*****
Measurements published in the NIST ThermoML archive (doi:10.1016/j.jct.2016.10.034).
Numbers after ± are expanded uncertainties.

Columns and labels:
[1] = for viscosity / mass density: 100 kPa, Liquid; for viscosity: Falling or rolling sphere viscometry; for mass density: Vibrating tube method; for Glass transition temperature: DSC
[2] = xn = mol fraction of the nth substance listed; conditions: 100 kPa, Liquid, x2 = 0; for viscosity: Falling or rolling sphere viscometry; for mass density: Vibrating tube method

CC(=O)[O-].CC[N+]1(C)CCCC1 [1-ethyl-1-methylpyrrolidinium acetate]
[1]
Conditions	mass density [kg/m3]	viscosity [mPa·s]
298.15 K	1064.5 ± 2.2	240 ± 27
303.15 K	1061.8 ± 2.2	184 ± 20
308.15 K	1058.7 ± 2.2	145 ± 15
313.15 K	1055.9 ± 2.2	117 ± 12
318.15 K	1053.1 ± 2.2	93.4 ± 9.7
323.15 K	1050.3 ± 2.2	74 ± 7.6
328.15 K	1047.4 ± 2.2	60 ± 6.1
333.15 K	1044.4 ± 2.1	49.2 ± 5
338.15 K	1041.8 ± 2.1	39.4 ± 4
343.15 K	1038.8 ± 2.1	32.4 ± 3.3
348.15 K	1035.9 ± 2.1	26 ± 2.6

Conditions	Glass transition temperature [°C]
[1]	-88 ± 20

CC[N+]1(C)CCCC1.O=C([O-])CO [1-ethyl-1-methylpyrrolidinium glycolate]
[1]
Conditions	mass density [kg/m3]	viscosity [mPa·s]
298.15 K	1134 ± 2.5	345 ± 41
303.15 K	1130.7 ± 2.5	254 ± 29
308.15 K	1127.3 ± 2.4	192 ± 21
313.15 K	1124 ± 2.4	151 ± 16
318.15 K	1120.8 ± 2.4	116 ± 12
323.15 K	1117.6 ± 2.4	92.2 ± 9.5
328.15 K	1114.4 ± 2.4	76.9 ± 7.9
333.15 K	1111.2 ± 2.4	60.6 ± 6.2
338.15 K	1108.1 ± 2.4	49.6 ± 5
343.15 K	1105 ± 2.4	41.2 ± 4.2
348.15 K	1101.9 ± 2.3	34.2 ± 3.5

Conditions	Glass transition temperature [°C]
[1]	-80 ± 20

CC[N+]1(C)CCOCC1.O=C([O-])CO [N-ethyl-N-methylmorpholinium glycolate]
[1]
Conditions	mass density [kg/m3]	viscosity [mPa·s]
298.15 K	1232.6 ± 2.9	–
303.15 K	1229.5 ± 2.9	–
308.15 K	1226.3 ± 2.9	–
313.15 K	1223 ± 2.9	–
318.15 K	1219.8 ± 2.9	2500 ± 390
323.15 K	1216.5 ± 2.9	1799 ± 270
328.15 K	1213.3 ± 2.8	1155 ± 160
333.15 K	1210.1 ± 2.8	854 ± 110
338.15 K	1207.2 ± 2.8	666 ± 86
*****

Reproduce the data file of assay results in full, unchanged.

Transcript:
Measurements published in the NIST ThermoML archive (doi:10.1016/j.jct.2016.10.034).
Numbers after ± are expanded uncertainties.

Columns and labels:
[1] = for viscosity / mass density: 100 kPa, Liquid; for viscosity: Falling or rolling sphere viscometry; for mass density: Vibrating tube method; for Glass transition temperature: DSC
[2] = xn = mol fraction of the nth substance listed; conditions: 100 kPa, Liquid, x2 = 0; for viscosity: Falling or rolling sphere viscometry; for mass density: Vibrating tube method

CC(=O)[O-].CC[N+]1(C)CCCC1 [1-ethyl-1-methylpyrrolidinium acetate]
[1]
Conditions	mass density [kg/m3]	viscosity [mPa·s]
298.15 K	1064.5 ± 2.2	240 ± 27
303.15 K	1061.8 ± 2.2	184 ± 20
308.15 K	1058.7 ± 2.2	145 ± 15
313.15 K	1055.9 ± 2.2	117 ± 12
318.15 K	1053.1 ± 2.2	93.4 ± 9.7
323.15 K	1050.3 ± 2.2	74 ± 7.6
328.15 K	1047.4 ± 2.2	60 ± 6.1
333.15 K	1044.4 ± 2.1	49.2 ± 5
338.15 K	1041.8 ± 2.1	39.4 ± 4
343.15 K	1038.8 ± 2.1	32.4 ± 3.3
348.15 K	1035.9 ± 2.1	26 ± 2.6

Conditions	Glass transition temperature [°C]
[1]	-88 ± 20

CC[N+]1(C)CCCC1.O=C([O-])CO [1-ethyl-1-methylpyrrolidinium glycolate]
[1]
Conditions	mass density [kg/m3]	viscosity [mPa·s]
298.15 K	1134 ± 2.5	345 ± 41
303.15 K	1130.7 ± 2.5	254 ± 29
308.15 K	1127.3 ± 2.4	192 ± 21
313.15 K	1124 ± 2.4	151 ± 16
318.15 K	1120.8 ± 2.4	116 ± 12
323.15 K	1117.6 ± 2.4	92.2 ± 9.5
328.15 K	1114.4 ± 2.4	76.9 ± 7.9
333.15 K	1111.2 ± 2.4	60.6 ± 6.2
338.15 K	1108.1 ± 2.4	49.6 ± 5
343.15 K	1105 ± 2.4	41.2 ± 4.2
348.15 K	1101.9 ± 2.3	34.2 ± 3.5

Conditions	Glass transition temperature [°C]
[1]	-80 ± 20

CC[N+]1(C)CCOCC1.O=C([O-])CO [N-ethyl-N-methylmorpholinium glycolate]
[1]
Conditions	mass density [kg/m3]	viscosity [mPa·s]
298.15 K	1232.6 ± 2.9	–
303.15 K	1229.5 ± 2.9	–
308.15 K	1226.3 ± 2.9	–
313.15 K	1223 ± 2.9	–
318.15 K	1219.8 ± 2.9	2500 ± 390
323.15 K	1216.5 ± 2.9	1799 ± 270
328.15 K	1213.3 ± 2.8	1155 ± 160
333.15 K	1210.1 ± 2.8	854 ± 110
338.15 K	1207.2 ± 2.8	666 ± 86